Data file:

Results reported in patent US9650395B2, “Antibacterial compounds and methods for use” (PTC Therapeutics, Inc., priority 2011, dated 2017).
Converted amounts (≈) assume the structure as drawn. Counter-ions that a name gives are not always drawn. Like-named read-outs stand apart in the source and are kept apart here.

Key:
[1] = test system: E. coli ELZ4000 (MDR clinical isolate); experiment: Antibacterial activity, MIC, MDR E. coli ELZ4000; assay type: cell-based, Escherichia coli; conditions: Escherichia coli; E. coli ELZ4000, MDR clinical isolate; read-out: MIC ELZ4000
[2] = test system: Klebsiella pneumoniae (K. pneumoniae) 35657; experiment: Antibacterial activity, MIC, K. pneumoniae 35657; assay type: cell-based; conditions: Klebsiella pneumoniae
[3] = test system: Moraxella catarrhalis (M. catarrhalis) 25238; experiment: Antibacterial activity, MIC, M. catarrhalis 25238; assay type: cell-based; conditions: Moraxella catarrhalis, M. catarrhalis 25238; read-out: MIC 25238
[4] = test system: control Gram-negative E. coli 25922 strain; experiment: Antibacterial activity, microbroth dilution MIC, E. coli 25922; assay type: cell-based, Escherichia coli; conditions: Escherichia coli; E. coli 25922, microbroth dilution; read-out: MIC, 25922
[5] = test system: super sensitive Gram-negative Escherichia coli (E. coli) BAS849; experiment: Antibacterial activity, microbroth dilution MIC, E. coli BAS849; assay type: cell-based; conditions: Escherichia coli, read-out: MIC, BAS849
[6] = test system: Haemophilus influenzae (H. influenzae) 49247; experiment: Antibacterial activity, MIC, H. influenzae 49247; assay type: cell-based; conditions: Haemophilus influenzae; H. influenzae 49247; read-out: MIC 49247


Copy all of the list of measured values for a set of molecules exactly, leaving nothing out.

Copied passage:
Results reported in patent US9650395B2, “Antibacterial compounds and methods for use” (PTC Therapeutics, Inc., priority 2011, dated 2017).
Converted amounts (≈) assume the structure as drawn. Counter-ions that a name gives are not always drawn. Like-named read-outs stand apart in the source and are kept apart here.

Key:
[1] = test system: E. coli ELZ4000 (MDR clinical isolate); experiment: Antibacterial activity, MIC, MDR E. coli ELZ4000; assay type: cell-based, Escherichia coli; conditions: Escherichia coli; E. coli ELZ4000, MDR clinical isolate; read-out: MIC ELZ4000
[2] = test system: Klebsiella pneumoniae (K. pneumoniae) 35657; experiment: Antibacterial activity, MIC, K. pneumoniae 35657; assay type: cell-based; conditions: Klebsiella pneumoniae
[3] = test system: Moraxella catarrhalis (M. catarrhalis) 25238; experiment: Antibacterial activity, MIC, M. catarrhalis 25238; assay type: cell-based; conditions: Moraxella catarrhalis, M. catarrhalis 25238; read-out: MIC 25238
[4] = test system: control Gram-negative E. coli 25922 strain; experiment: Antibacterial activity, microbroth dilution MIC, E. coli 25922; assay type: cell-based, Escherichia coli; conditions: Escherichia coli; E. coli 25922, microbroth dilution; read-out: MIC, 25922
[5] = test system: super sensitive Gram-negative Escherichia coli (E. coli) BAS849; experiment: Antibacterial activity, microbroth dilution MIC, E. coli BAS849; assay type: cell-based; conditions: Escherichia coli, read-out: MIC, BAS849
[6] = test system: Haemophilus influenzae (H. influenzae) 49247; experiment: Antibacterial activity, MIC, H. influenzae 49247; assay type: cell-based; conditions: Haemophilus influenzae; H. influenzae 49247; read-out: MIC 49247